Moreover, counter to popular belief, rural areas in the US have more entrepreneurial spirit compared to urban areas. Most start-ups begin in rural areas before they move to metropolitan areas after success. Most workers in rural areas are self-employed business proprietors. It is understandable since industries with salary jobs are scarce in the areas (Strayer et al., 2013). Also, the survival rate for start-ups in rural areas has consistently been higher than that of urban areas. This is despite the advantages that the urban areas enjoy in terms of denser networks of suppliers, workers and markets compared to rural areas. The higher survival rate for rural start-ups may be attributed to the more cautious business practices adopted by rural entrepreneurs. They have to be more cautious than their urban counterparts since they have fewer alternative options for employment. However, most start-ups in developing countries thrive in urban areas more than rural areas. In such societies, the higher purchasing power of urban populations is the key factor to success. Rural populations there have very low purchasing power and rely on subsistence farming for survival (Ogunnika, 2017). Urban entrepreneurs in both US and developing societies engage in risky ventures due to the cut-throat competition and availability of numerous businesses where they can seek employment in case the start-ups prove to be unsuccessful.

The role of governments in rural development is to support the local areas and make them more attractive to workers and businesses. Provision and maintenance of infrastructure are essential in ferrying people and goods to and from the rural areas. The increased accessibility thus opens up the areas to new opportunities. Also, amenities such as communication channels, schools, and hospitals are among key factors that attract people to any locality (Strayer et al., 2013). Availability of internet in the rural areas would attract entrepreneurs in areas such as information and communication technologies, whomainly prefer urban areas. Furthermore, supporting local entrepreneurs is essential through ways such as agricultural subsidies and marketing of the products for sale to other distant markets (Ogunnika, 2017). Moreover, supporting the local markets in rural areas is also helpful as most of the products in such markets are produced locally, in comparison to most products in urban areas where most products are imported.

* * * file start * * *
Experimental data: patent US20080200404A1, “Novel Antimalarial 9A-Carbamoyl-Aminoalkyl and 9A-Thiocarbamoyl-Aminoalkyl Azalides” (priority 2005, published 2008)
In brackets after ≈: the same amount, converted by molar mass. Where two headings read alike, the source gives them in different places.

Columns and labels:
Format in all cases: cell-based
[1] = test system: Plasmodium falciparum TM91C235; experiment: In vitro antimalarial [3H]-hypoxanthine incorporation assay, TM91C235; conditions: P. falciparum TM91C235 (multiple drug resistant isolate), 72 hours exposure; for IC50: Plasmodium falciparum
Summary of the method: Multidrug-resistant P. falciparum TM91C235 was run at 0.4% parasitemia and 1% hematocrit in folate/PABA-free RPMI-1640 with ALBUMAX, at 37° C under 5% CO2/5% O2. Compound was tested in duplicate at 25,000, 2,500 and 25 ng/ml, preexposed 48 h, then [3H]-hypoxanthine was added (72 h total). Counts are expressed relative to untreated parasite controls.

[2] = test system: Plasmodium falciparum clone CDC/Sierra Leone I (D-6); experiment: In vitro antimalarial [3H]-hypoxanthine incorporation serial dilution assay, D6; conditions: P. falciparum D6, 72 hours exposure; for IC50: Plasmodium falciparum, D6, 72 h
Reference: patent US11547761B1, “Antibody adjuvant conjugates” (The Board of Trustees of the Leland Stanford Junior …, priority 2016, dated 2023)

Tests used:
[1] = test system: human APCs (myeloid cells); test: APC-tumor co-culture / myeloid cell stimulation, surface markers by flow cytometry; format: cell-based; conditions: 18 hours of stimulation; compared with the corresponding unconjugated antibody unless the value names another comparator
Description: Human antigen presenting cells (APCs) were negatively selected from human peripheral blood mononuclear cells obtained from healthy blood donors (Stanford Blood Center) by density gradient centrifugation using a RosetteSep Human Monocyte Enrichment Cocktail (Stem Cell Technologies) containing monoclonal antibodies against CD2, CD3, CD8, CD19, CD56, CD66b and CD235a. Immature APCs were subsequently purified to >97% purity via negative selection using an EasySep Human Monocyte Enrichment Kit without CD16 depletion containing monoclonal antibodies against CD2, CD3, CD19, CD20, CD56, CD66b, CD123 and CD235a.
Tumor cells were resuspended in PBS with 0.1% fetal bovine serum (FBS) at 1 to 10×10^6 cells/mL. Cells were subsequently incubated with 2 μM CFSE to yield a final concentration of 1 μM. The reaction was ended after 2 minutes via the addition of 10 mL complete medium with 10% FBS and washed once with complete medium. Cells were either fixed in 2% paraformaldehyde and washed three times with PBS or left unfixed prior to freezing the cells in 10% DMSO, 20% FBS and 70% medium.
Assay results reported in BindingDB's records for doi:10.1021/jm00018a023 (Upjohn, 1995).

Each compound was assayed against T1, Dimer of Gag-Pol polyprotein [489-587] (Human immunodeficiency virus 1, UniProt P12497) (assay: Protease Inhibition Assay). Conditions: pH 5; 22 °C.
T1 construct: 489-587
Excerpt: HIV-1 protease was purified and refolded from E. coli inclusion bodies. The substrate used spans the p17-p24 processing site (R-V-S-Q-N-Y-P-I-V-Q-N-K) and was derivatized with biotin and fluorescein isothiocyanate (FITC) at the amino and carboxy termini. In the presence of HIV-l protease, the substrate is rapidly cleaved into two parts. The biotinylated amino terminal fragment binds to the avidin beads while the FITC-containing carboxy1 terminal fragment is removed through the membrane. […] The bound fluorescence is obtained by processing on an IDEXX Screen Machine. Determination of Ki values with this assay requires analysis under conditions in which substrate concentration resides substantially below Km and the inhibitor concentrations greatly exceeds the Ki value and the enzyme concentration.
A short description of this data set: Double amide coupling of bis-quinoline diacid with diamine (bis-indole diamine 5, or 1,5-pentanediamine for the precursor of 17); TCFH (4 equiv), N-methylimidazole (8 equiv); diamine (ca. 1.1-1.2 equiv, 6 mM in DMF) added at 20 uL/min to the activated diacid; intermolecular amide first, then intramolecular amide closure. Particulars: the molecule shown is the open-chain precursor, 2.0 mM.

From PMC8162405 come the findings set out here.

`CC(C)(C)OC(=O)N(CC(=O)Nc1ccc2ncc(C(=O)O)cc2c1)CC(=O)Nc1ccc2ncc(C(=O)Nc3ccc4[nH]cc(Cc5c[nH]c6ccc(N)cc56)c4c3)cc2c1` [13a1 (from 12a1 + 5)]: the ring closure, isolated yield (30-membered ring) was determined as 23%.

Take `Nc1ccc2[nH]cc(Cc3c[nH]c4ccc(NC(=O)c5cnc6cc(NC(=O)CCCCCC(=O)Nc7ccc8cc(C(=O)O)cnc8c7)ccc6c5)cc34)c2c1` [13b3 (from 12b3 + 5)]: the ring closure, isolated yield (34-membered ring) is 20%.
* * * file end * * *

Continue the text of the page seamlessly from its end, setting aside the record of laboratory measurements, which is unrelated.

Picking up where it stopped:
The government can also encourage foreign investors to concentrate their operations in the rural areas where land and other factors of production may be cheaper. This will boost the local economies and employ the population. The government can also persuade urban consumers to buy locally-made products to support the businesses especially in this age of global trade where cheaper goods can be easily imported (Strayer et al., 2013). Through the above ways, rural development is attained faster. With relation to urban development, the role of the government is to provide and maintain infrastructure in terms of adequate housing and transport networks as these are the backbones of urban economies. The government should also take steps to encourage depopulation of urban areas by building amenities and housing in the hinterlands from where people working in urban areas can easily commute. The ever-increasing urban population puts a strain on the social amenities in urban areas.